Photogrammetry : It is also called 3D scan from photographs, reconstructs in 3D a subject from 2D captures with computer vision and computational geometry algorithms.
Contact-based : 3D scanning technology relies on the sampling of several points on a surface, measured by the deformation of a probe.
Laser pulse: It is also called time of flight) 3D scanning technology is based on the time of flight of a laser beam. The laser beam is projected on a surface and collected on a sensor. The time of travel of the laser between its emission and reception gives the surface’s geometrical information.
For this week I tried 3D scanning using Photogrammetry with MetaShape and with Kinect 360 as well as using SCANN3D android AR based 3D scanner.
I tried MetaShape to try photogrammetry 3D scanning process on MacOS.
It has really simple work flow you just need to follow steps on 'Workflow' on Metashape menu bar.
As you follow the workflow it will generate model accordingly.
Workflow > Add Photos > Align Photos > Build Dense Cloud > Build Mesh > Build Texture > Align Chunks > Merge Chunks and Export
(Note : Click as many as possible photos from different angles for better result.)
Step 1 : Add Photos.
Step 2 : Align Photos.
Step 3 : Build Dense Cloud.
Step 4 : Build Mesh.
Step 5 : Build Texture.
Step 6 : Align Chunks.
Step 7 : Merge Chunks and Export.
Oberevation 1 : It scanned top layer(curve) well. It scatters pointcloud badly through pictures.
Observation 2 : It takes lot of time to build mesh at High Quality (6 hours). It takes very high config. workstation to get accurate high quality model.
This week I also used Kinect (Microsoft) to do 3D Scanning. The Skanect interface is very easy.
I scanned my friend with Skanect & Kinect.
You can download Skanect and its drivers from link below.
Step by step on how to use Skanect is given below.It works in 5 stages.
Prepare > Record > Reconstruct > Process > Share
Below is the screen shot of home screen of Skanect Windows App.
Follow top bar and go through it to scan.
I am scanning a body. Thus I used settings for the same. The settings are as below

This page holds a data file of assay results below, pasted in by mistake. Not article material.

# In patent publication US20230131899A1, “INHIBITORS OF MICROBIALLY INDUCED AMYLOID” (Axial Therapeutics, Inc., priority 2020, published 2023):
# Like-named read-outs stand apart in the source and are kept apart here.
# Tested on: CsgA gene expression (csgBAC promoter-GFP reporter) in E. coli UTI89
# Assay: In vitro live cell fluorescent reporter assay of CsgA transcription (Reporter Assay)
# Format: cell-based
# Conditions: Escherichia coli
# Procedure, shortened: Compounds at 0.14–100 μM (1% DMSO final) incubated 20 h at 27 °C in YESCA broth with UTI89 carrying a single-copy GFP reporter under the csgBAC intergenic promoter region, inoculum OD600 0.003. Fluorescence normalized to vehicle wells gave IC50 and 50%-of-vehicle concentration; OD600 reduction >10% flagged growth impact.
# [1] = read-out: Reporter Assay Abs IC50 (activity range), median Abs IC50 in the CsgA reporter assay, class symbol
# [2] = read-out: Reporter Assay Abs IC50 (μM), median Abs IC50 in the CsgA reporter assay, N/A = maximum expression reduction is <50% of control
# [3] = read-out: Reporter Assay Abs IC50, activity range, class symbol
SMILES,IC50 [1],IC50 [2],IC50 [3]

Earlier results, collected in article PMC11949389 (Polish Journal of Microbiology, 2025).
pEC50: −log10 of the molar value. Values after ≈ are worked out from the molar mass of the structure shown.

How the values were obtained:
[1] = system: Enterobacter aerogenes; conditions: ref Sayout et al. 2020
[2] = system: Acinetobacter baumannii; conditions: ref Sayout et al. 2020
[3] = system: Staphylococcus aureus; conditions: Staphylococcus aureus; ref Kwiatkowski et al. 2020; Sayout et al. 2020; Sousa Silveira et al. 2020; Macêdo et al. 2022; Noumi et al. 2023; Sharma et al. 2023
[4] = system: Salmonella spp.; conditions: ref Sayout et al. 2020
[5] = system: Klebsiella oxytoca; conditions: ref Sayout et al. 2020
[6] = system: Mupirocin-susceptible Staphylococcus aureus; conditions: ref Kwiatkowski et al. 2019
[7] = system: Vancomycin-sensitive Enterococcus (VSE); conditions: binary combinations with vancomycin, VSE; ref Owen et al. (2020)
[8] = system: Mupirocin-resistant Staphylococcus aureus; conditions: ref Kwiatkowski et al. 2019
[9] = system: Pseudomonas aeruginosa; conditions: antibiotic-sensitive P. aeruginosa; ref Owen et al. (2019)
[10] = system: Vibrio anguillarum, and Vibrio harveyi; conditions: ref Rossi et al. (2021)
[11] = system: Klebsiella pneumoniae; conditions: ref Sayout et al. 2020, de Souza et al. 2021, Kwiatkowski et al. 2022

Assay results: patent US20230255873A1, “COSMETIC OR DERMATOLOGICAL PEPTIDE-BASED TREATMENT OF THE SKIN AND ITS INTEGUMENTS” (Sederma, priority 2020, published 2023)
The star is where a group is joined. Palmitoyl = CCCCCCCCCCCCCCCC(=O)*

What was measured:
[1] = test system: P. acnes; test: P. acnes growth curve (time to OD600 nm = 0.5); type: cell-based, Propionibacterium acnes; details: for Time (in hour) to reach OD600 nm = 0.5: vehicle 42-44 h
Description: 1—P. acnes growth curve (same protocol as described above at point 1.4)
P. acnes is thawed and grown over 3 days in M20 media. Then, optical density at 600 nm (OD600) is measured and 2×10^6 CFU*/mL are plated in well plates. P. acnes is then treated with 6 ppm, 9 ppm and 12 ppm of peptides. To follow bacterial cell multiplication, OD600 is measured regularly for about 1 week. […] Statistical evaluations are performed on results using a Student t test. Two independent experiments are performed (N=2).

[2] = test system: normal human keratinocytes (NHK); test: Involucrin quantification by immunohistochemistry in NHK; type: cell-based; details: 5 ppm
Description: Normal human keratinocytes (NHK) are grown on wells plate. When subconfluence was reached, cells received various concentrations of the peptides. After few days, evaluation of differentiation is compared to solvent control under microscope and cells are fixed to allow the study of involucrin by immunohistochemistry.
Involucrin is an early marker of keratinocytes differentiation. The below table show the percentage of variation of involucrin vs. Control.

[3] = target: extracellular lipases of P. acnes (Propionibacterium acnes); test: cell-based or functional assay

Then I asked my friend to sit and rotate very slowly in front of the Kinect Camera.
Click button on top left to start/stop recording.
Images from the record process are as below.
Reconstruct & Process :
The Reconstruct feature is used when the model is scattered and distorted. Then I fixed the model using Process.
The above screenshot shows model when scanning record is done.
The mesh of scanned body is with gaps thus water-tight function closes all the gaps.
Then geometry tab is for fixing geometry. I fixed and simplify geometry to smoothen.
Then this Fill Holes funtion fills tiny holes in the model if it still exists (You dont really need it after using Water-tight as before.)
Then Move and Crop function crop the model from ground plane. You can shift the plane using 'Ty' slider.
After that I removed colours.
When you click the Share tab above screen will appear.
Then go to share tab and and exported in .stl format. You can save it in other formats as well according to need.
This week in 3D prinntinng I learned about different types of 3D printing methods.
During the group project as I designed file for X,Y,Z calibration. From the result found out about tolerences and movement in various axes.
In 3D scanning I learned how to create dot map of object and then generate mesh and then textures.
This week we did various types of tolerance tests for 3D Printing. I contributed with making the file for XYZ tolerance test. I designed the test to be in mm thus we could measure the accuracy of printing in all axes. The file/ model that I made is embeded below.
For further reference refer the 'Group Assignment' button/tab at the end of page.